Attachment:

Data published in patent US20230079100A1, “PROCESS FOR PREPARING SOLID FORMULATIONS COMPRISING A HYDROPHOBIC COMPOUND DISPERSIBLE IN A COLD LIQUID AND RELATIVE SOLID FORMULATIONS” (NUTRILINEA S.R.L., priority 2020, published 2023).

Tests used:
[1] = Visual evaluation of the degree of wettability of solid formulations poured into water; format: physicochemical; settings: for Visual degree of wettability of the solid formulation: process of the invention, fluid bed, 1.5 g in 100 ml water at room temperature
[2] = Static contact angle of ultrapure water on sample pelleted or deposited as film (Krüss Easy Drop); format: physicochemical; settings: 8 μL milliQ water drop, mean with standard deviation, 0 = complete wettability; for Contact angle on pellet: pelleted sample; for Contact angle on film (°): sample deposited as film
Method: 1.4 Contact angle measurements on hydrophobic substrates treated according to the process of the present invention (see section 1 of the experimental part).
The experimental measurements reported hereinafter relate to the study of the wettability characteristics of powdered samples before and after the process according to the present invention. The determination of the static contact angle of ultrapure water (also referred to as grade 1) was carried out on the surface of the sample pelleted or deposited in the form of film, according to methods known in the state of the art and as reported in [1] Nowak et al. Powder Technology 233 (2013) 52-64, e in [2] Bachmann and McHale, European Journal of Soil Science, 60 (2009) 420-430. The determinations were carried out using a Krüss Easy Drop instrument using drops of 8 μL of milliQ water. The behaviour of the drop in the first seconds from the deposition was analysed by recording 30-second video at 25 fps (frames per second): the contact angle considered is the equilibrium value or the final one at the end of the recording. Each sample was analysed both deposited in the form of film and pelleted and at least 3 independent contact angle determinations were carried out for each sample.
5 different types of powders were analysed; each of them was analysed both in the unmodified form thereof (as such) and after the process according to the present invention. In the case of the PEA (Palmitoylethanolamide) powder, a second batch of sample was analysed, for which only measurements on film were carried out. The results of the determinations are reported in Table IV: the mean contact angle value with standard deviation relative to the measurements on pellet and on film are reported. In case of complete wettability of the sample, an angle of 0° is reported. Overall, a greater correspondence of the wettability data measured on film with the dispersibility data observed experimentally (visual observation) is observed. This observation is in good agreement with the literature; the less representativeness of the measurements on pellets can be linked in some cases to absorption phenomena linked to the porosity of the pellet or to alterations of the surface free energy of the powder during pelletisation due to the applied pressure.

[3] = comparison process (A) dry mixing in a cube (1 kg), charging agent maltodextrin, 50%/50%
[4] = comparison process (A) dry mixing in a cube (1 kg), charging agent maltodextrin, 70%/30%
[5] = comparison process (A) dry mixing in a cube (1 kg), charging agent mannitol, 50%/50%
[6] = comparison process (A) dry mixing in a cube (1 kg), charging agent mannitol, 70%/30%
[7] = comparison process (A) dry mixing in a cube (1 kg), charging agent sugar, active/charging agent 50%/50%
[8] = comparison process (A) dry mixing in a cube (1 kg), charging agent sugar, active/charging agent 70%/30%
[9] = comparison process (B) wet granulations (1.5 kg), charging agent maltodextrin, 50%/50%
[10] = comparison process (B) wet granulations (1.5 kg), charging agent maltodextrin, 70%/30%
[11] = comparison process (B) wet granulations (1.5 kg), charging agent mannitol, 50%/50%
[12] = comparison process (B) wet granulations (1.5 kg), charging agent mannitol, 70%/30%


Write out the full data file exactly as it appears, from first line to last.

Data published in patent US20230079100A1, “PROCESS FOR PREPARING SOLID FORMULATIONS COMPRISING A HYDROPHOBIC COMPOUND DISPERSIBLE IN A COLD LIQUID AND RELATIVE SOLID FORMULATIONS” (NUTRILINEA S.R.L., priority 2020, published 2023).

Tests used:
[1] = Visual evaluation of the degree of wettability of solid formulations poured into water; format: physicochemical; settings: for Visual degree of wettability of the solid formulation: process of the invention, fluid bed, 1.5 g in 100 ml water at room temperature
[2] = Static contact angle of ultrapure water on sample pelleted or deposited as film (Krüss Easy Drop); format: physicochemical; settings: 8 μL milliQ water drop, mean with standard deviation, 0 = complete wettability; for Contact angle on pellet: pelleted sample; for Contact angle on film (°): sample deposited as film
Method: 1.4 Contact angle measurements on hydrophobic substrates treated according to the process of the present invention (see section 1 of the experimental part).
The experimental measurements reported hereinafter relate to the study of the wettability characteristics of powdered samples before and after the process according to the present invention. The determination of the static contact angle of ultrapure water (also referred to as grade 1) was carried out on the surface of the sample pelleted or deposited in the form of film, according to methods known in the state of the art and as reported in [1] Nowak et al. Powder Technology 233 (2013) 52-64, e in [2] Bachmann and McHale, European Journal of Soil Science, 60 (2009) 420-430. The determinations were carried out using a Krüss Easy Drop instrument using drops of 8 μL of milliQ water. The behaviour of the drop in the first seconds from the deposition was analysed by recording 30-second video at 25 fps (frames per second): the contact angle considered is the equilibrium value or the final one at the end of the recording. Each sample was analysed both deposited in the form of film and pelleted and at least 3 independent contact angle determinations were carried out for each sample.
5 different types of powders were analysed; each of them was analysed both in the unmodified form thereof (as such) and after the process according to the present invention. In the case of the PEA (Palmitoylethanolamide) powder, a second batch of sample was analysed, for which only measurements on film were carried out. The results of the determinations are reported in Table IV: the mean contact angle value with standard deviation relative to the measurements on pellet and on film are reported. In case of complete wettability of the sample, an angle of 0° is reported. Overall, a greater correspondence of the wettability data measured on film with the dispersibility data observed experimentally (visual observation) is observed. This observation is in good agreement with the literature; the less representativeness of the measurements on pellets can be linked in some cases to absorption phenomena linked to the porosity of the pellet or to alterations of the surface free energy of the powder during pelletisation due to the applied pressure.

[3] = comparison process (A) dry mixing in a cube (1 kg), charging agent maltodextrin, 50%/50%
[4] = comparison process (A) dry mixing in a cube (1 kg), charging agent maltodextrin, 70%/30%
[5] = comparison process (A) dry mixing in a cube (1 kg), charging agent mannitol, 50%/50%
[6] = comparison process (A) dry mixing in a cube (1 kg), charging agent mannitol, 70%/30%
[7] = comparison process (A) dry mixing in a cube (1 kg), charging agent sugar, active/charging agent 50%/50%
[8] = comparison process (A) dry mixing in a cube (1 kg), charging agent sugar, active/charging agent 70%/30%
[9] = comparison process (B) wet granulations (1.5 kg), charging agent maltodextrin, 50%/50%
[10] = comparison process (B) wet granulations (1.5 kg), charging agent maltodextrin, 70%/30%
[11] = comparison process (B) wet granulations (1.5 kg), charging agent mannitol, 50%/50%
[12] = comparison process (B) wet granulations (1.5 kg), charging agent mannitol, 70%/30%